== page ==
Finally, is there anything practical you can learn about personal finance in this economics book? The answer is yes. The first of which is that real-estate is a mug's game. Today's real-estate yields about 3-4%. Why so low when all other capital earns 4-5% real returns? The answer: real-estate is the only capital today subject to Piketty's wealth-tax. That wealth tax seems small: 1-1.5% of property value per year. But since it's levied every year, it imposes a drag on performance that's much higher than the capital gains tax, which are the subject of inter-state competition and hence tends towards zero over the long term. Piketty points out that the higher up the wealth ladder you go, the lower the proportion of real estate owned in the portfolio because of these characteristics. In other words, it's better to be equity-heavy and house poor than equity-light and house rich. The other lessons are fairly obvious: you want to have the lowest costs possible (both in investment costs and living expenses) so that your capital has the highest chance to compound. The bigger your portfolio, the faster the money will grow: Piketty points out that there's no difference in performance between Bill Gate's portfolio and Liliane Bettencourt's portfolio, even though one was a brilliant entrepreneur and the other is the heiress of the L'Oreal fortune. Capital is indifferent as to how you came by it. Furthermore, the largest portfolios grow the fastest. The elite university endowments for instance, grow at 8-10% a year, since once you get past a certain size you can take advantage not only of relatively expensive wealth managers through economies of scale, but you also have the ability to buy illiquid assets that cannot be easily sold and hence command a risk premium.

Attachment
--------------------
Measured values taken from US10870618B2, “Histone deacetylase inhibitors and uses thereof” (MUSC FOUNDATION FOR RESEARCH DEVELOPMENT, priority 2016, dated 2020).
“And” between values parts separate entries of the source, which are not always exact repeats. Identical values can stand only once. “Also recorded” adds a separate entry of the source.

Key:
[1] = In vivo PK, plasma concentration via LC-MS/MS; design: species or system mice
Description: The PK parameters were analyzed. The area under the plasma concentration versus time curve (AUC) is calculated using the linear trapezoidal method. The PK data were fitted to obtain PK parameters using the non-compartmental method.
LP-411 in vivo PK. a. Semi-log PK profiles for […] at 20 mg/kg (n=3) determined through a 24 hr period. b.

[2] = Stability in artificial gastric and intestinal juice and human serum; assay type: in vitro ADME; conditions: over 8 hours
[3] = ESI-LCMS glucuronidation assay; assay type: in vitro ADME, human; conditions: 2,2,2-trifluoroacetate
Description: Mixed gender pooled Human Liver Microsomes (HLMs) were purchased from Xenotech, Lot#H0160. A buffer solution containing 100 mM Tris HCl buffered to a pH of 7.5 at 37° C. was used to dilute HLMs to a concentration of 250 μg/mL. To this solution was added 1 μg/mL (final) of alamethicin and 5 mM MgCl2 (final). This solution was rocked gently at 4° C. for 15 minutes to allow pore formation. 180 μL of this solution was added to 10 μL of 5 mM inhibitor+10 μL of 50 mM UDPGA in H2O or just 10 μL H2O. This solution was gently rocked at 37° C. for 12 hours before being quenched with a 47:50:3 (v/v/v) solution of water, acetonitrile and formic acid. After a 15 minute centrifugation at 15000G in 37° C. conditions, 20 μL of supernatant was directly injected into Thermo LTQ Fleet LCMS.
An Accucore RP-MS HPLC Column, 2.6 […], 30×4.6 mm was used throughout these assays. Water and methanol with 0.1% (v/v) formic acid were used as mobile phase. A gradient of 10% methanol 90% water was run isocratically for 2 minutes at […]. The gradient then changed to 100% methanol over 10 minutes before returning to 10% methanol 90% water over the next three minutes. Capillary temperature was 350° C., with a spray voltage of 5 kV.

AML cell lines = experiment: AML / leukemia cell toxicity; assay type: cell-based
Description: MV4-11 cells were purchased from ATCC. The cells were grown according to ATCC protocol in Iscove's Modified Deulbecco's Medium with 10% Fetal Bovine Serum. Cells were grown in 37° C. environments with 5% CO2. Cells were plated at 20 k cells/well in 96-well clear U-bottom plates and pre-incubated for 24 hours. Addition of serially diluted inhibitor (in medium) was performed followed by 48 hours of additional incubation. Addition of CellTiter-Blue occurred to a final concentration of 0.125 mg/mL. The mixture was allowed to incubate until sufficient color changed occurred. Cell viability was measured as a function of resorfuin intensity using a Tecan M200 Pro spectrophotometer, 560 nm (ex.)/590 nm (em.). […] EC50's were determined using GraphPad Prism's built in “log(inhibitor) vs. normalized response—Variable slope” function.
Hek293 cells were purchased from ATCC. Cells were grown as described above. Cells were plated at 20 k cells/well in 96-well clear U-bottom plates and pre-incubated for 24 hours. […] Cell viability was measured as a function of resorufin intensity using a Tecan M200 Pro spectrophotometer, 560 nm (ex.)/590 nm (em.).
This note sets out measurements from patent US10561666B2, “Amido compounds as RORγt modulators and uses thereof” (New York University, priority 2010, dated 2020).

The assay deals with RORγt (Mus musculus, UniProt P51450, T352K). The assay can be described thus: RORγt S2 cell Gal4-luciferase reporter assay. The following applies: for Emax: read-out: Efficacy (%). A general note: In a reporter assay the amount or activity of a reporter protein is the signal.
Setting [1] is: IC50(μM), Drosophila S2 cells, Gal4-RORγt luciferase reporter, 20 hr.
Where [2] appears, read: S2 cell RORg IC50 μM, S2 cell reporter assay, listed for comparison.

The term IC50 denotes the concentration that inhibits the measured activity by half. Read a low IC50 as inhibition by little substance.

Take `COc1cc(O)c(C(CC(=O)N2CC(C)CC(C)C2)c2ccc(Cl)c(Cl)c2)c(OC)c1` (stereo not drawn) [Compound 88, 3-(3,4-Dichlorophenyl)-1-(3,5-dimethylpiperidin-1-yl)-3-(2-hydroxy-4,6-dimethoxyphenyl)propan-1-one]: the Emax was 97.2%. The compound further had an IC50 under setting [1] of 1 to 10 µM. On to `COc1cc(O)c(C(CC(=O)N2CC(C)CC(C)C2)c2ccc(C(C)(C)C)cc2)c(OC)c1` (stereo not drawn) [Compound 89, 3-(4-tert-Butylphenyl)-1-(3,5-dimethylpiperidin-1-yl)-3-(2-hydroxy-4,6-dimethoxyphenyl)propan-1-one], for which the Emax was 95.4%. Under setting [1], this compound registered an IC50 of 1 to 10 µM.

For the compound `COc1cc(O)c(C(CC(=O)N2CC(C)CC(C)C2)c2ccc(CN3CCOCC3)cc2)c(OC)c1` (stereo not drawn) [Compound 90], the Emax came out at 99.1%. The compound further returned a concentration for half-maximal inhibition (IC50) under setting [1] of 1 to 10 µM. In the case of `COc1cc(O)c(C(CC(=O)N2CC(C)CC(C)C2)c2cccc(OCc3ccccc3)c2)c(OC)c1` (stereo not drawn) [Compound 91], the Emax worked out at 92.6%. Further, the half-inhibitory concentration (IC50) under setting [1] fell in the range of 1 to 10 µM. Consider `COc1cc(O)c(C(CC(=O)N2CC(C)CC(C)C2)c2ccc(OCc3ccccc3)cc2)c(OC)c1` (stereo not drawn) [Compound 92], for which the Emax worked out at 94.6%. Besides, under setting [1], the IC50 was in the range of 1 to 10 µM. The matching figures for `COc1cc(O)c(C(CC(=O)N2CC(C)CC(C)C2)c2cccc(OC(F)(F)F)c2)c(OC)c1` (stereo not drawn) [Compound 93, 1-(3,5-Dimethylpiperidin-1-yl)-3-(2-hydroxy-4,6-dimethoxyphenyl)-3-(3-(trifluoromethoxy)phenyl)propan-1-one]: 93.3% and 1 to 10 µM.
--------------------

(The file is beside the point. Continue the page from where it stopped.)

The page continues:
In the writing of this review, my biggest fear is that I haven't convinced you that you must read this book. Not only does it give you tools with which to analyze the world (and Jane Austen's novels --- you might even be able to avoid having to read them at all, since Piketty does such a great job of picking out the essentials), it also gives you the context of why we are still feeling the effects of world war 2, 70 years after the event.

Highly recommended. Pay whatever price you have to, ignore whatever pressing assignments you have to, read this book. It is that good, and whether or not you disagree with the politics, there's plenty in here for you to exercise your intellectual muscle on. Go to it.
Post a Comment